By: Nadia Liu and Saya Alvares
PR and Sports Editors
Tennis’ Big Three, a nickname referring to Swiss Roger Federer, Serbian Novak Djokovic, and Spaniard Rafael Nadal, has officially become the Big Two. Roger Federer, considered by many as one of tennis’ greatest of all time, announced his retirement via an Instagram post on Sept. 15 and played his last match on Sept. 23.
After 24 years and over 1500 matches, Federer played his final match at the Laver Cup, a unique tournament that pits six top European players against six players from the rest of the world. He teamed up with another member of the Big Three, Rafael Nadal, in a doubles match against American players Jack Sock and Frances Tiafoe. After a close match, Sock and Tiafoe won in an 11-9 tiebreaker. Federer, despite the loss, announced, “It’s been a wonderful day. I told the guys I’m happy, I’m not sad. I enjoyed tying my shoes one more time.” The environment on the court was extremely emotional and full of tears, embraces, and thunderous applause.
When Federer was four years old, German Boris Becker won the first out of three Wimbledon championships. From then on, tennis hooked Federer for hours on end and he began playing at eight years old in Basel, Switzerland. At age ten, Federer began private trainings at The Old Boys Tennis Club with Adolf Kacovsky, who immediately recognized his natural talent.
At age 12, Federer was solely focused on tennis, resulting in his national championship of Switzerland by 14 years old. After the championship, Switzerland chose Federer to train at the Swiss National Tennis Center as a junior (18 and under). During the entirety of his adolescent years, Federer excelled, winning the Wimbledon title and the prestigious 18 and under title in the Orange Bowl International Tennis Championship.
Federer is undoubtedly one of tennis’ greats. Not only does he have 20 Grand Slam titles under his belt, but he also holds the record of eight Wimbledon titles. Furthermore, Federer holds five consecutive titles at both Wimbledon and the US Open and is the only man to reach ten consecutive grand slam finals. His record-breaking career also includes spending the most consecutive weeks as Number 1 in the world (237 weeks) and being the only player to remain Number 1 for more than four years straight.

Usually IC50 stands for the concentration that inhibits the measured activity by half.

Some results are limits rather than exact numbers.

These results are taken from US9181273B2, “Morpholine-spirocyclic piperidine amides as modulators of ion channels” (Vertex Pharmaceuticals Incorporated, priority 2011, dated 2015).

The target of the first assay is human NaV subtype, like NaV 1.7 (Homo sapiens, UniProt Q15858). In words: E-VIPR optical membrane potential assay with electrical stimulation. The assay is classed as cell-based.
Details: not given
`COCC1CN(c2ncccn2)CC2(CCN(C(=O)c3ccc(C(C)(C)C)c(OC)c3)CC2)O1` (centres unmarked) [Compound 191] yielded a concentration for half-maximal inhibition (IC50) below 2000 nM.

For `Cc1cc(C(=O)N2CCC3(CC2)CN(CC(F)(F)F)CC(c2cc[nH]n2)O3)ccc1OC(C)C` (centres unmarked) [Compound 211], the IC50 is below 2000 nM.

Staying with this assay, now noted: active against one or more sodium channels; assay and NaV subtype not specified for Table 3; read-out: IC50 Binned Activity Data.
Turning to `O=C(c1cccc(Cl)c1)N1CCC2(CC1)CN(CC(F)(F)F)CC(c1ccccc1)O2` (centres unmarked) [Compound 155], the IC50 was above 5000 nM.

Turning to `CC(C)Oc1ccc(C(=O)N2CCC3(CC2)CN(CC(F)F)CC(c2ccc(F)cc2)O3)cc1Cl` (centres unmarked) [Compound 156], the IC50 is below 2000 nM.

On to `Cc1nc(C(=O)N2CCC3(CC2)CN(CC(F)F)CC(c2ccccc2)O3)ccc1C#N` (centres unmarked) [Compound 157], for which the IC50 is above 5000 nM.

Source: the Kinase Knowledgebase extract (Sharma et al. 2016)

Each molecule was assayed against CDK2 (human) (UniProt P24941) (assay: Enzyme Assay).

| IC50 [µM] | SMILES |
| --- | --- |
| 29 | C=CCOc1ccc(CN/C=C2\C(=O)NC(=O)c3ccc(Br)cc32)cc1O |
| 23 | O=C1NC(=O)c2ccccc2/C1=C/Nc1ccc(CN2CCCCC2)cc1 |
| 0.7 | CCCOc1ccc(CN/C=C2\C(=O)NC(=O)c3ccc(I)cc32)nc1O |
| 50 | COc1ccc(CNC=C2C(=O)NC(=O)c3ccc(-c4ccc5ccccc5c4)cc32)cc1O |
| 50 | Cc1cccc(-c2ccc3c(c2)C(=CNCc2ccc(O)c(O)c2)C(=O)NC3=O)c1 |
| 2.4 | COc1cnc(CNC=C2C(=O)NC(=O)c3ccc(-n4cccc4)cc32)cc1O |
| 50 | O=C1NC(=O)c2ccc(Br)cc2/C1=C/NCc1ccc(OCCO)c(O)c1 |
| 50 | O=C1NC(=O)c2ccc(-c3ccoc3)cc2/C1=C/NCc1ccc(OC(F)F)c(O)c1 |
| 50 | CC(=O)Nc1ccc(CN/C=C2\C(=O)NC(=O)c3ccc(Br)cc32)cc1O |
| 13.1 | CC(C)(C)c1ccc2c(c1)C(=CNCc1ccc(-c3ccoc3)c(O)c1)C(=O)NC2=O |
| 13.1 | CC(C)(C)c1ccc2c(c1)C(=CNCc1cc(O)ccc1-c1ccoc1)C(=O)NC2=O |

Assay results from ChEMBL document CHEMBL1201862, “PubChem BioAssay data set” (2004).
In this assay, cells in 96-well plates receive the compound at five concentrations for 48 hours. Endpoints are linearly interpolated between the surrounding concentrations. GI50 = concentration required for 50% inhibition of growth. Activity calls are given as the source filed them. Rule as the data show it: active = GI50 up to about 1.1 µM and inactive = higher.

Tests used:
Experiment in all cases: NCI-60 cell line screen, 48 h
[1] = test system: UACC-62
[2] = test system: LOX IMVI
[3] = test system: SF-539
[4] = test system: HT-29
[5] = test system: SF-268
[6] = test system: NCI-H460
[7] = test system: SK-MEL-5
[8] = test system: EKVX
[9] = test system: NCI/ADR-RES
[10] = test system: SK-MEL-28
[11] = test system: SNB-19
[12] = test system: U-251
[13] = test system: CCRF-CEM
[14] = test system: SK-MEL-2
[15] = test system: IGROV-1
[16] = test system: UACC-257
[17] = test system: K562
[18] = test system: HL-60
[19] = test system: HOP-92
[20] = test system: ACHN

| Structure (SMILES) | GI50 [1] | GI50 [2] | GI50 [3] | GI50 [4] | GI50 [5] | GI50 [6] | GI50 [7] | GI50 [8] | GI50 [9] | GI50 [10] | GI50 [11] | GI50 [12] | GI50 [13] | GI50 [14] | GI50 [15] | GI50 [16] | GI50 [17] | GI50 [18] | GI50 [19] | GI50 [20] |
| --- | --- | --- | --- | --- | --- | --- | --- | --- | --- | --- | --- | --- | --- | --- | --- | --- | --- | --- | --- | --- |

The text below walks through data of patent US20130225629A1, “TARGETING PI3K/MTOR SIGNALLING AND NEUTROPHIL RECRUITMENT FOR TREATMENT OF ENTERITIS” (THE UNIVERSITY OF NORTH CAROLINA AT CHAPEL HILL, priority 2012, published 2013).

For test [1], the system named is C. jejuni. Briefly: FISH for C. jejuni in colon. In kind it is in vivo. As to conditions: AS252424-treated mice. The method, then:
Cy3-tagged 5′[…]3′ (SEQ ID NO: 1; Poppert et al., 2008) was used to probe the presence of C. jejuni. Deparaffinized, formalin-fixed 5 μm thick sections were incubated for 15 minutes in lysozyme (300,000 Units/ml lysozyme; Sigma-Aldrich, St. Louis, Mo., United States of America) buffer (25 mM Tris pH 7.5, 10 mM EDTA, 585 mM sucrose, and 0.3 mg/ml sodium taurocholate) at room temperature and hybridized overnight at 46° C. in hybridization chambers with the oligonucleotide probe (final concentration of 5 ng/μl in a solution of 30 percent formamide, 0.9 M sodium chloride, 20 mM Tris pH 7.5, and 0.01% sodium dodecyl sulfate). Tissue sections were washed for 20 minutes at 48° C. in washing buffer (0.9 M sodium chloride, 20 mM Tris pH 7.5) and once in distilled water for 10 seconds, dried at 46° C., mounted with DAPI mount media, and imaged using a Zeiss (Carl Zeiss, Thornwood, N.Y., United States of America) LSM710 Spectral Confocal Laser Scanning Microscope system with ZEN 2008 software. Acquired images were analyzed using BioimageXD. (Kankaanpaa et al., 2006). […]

23-time Grand Slam champion Serena Williams, who recently announced her retirement as well, posted on Instagram, stating, “I have always looked up to you and admired you. You inspired countless millions and millions of people – including me – and we will never forget.” Other tennis greats praised Federer as well, with Hall of Famer Billie Jean King tweeting, “Roger Federer is a champion’s champion. He has had a historic career with memories that will live on and on.” Current women’s world Number 1 Iga Swiatek wrote, “I just want to thank you for everything you’ve done and everything you are for our sport. It’s been a privilege to witness your career. I wish you all the best.”
(Sources: Briticanna, New York Times, ESPN)
Categories: International Sports, Sports
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